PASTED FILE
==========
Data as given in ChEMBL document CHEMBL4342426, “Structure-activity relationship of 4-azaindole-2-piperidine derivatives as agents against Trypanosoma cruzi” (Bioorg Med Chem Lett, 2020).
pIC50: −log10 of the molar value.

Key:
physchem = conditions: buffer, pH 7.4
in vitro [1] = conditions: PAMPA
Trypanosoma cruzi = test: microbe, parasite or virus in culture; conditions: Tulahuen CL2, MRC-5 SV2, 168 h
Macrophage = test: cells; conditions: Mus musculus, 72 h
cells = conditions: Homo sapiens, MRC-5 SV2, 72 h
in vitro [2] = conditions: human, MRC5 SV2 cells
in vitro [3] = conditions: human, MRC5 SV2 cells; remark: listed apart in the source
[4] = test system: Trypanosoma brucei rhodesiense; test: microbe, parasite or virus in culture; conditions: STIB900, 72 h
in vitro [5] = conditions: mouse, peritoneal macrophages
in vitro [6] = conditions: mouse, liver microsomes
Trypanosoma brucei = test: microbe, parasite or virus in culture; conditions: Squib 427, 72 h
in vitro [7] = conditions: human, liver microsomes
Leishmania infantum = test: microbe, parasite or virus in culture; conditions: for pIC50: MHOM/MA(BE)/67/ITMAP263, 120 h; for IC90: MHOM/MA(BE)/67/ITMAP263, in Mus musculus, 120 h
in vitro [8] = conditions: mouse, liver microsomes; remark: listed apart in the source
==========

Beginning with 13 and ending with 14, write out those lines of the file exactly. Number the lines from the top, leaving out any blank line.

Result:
in vitro [6] = conditions: mouse, liver microsomes
Trypanosoma brucei = test: microbe, parasite or virus in culture; conditions: Squib 427, 72 h